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The Epilepsy Fellowship begins with the two months Clinical Neurophysiology Introductory Course that covers all areas of clinical neurophysiology. The anatomy, physiology, pathophysiology, and clinical neurophysiological features of disease are emphasized.

Clinical training

Throughout the Epilepsy Fellowship, you alternate between rotations in the electroencephalography (EEG) laboratory and epilepsy inpatient and outpatient services.

Sample rotation block

Rotation Block
EEG a.m./CNP p.m. 2
EEG a.m./PEPC p.m. 7
Elective a.m./EEG p.m. 11
Elective a.m./EEG p.m. 12
Elective 13

Legend of rotation name abbreviations

CNP (a.m., p.m., or full day) = Clinical neurophysiology course-training
EEG (a.m., p.m., or full day) = Electroencephalography
SIMS = Surgical/ICU monitoring service
PEMU = Pediatric epilepsy monitoring unit
AEMU = Adult epilepsy monitoring unit
EPC = Adult Epilepsy Clinic
PEPC (a.m., p.m., or full day) = Pediatric Epilepsy Clinic


  • Research
  • Advanced Post-processing of Epilepsy Imaging and Curry Source Localization
  • Neuropsychology - interpretation of neuropsychometric testing
  • Neuroradiology of Epilepsy
  • Sleep Medicine

EEG rotations

EEG experience is included in your training. During the time spent in the EEG lab, you interpret a large number of EEG records from adults and children with epilepsy and related disorders. You are given increasingly independent responsibility to oversee complex problems, take emergency call, oversee and perform prolonged EEG and surgical monitoring, teach residents, and present lectures and seminars.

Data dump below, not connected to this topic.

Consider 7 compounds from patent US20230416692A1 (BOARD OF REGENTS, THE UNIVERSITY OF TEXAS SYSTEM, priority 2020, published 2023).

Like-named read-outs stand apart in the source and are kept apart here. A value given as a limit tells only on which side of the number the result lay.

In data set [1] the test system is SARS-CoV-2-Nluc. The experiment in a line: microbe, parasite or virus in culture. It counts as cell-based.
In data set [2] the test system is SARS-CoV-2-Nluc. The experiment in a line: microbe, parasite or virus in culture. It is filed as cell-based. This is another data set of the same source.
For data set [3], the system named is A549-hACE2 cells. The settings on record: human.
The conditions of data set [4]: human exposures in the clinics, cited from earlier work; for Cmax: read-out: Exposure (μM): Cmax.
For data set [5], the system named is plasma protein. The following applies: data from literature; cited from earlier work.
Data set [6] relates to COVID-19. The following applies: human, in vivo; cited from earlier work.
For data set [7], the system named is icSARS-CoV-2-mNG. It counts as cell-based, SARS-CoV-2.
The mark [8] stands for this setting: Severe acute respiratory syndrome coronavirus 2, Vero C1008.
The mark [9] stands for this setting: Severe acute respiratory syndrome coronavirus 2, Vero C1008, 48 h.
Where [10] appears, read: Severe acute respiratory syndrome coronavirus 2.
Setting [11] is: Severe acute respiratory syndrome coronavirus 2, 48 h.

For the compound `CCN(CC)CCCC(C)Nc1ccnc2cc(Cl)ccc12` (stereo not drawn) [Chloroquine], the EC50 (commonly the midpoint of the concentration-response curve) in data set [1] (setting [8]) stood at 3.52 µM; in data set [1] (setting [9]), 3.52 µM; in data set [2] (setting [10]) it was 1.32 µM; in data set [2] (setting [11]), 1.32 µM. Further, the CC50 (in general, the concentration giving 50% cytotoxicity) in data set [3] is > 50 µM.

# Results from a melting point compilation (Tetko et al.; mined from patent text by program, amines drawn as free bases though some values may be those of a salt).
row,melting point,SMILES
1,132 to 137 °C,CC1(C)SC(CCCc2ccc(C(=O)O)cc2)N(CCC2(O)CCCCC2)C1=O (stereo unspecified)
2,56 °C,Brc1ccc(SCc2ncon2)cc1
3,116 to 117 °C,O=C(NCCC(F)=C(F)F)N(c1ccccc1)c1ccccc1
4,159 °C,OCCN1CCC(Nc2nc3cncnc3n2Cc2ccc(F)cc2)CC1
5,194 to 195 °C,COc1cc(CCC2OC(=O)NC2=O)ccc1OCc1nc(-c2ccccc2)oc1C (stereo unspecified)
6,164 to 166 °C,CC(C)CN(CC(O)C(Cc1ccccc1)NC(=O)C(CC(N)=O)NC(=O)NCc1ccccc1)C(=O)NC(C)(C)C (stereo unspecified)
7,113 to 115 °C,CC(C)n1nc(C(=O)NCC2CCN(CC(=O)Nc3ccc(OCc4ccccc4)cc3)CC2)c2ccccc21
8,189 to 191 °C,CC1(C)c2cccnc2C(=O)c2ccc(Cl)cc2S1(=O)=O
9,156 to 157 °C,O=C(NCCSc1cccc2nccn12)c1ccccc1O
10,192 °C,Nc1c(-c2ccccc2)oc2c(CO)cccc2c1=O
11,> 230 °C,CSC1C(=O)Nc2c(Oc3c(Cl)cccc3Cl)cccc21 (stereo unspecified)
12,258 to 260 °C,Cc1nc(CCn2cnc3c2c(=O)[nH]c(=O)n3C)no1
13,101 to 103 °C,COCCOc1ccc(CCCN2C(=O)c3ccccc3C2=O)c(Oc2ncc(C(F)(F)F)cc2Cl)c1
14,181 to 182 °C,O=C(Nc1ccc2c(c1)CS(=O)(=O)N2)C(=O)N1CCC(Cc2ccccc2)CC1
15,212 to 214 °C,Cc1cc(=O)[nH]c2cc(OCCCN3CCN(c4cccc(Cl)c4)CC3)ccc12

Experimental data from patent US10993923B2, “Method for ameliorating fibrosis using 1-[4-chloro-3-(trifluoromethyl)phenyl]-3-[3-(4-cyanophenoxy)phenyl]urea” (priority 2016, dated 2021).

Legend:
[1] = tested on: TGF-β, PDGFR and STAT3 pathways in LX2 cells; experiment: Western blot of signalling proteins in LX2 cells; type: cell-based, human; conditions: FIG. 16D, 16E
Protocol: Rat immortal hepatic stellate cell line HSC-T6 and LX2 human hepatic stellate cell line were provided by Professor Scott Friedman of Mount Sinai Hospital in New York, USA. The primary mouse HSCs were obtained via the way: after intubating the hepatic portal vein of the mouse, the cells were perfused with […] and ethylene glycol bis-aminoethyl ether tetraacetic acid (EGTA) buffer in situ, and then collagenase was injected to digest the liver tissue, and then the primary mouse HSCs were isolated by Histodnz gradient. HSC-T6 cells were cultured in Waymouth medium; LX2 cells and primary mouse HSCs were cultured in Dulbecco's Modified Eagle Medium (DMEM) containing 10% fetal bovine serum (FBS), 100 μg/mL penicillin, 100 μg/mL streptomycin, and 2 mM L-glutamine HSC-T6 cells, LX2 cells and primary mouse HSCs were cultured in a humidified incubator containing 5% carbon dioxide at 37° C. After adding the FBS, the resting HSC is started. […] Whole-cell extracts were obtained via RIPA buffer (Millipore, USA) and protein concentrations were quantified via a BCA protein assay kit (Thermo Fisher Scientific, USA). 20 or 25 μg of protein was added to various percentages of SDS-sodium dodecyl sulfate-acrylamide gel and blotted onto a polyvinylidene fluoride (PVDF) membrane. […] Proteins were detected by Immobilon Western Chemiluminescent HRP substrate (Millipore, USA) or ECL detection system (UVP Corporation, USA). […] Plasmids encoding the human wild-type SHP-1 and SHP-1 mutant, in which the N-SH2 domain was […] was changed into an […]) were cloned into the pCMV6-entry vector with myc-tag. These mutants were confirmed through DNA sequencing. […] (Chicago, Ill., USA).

You are exposed to a variety of seizure problems, monitoring techniques used to evaluate patients with seizure disorders (including prolonged monitoring and ambulatory monitoring), and pre-surgical and intraoperative electrocorticography studies.

Epilepsy rotations

During the time spent on the epilepsy service, you care for patients on the inpatient epilepsy monitoring service as well as see patients in the epilepsy outpatient clinic and the hospital epilepsy consulting service. You also are involved in prolonged EEG monitoring in patients admitted to the ICU and gain experience in the planning and interpretation of intracranial EEG recordings in pre-surgical patients.

The schedule of clinical activities is designed to achieve a balance between the outpatient and inpatient settings to ensure that you have experience with different aspects of epilepsy care. You work with both adult and pediatric patients and are involved with drug therapy and surgical treatment for both new-onset seizures and refractory epilepsy.

You also participate in:

  • Amytal testing
  • Intraoperative monitoring
  • Video EEG recordings

The rotations are designed to give you gradually increasing responsibilities in these areas. By the end of your fellowship, you should be able to perform these activities independently.

  • EEG lab. In the EEG lab, you interpret a large number of both routine and ambulatory EEG records from adults and children with a wide variety of disorders. Our lab performs more than 4,000 routine EEGs and more than 250 ambulatory EEGs annually, ensuring you will experience a wide variety of clinical scenarios and associated EEG findings.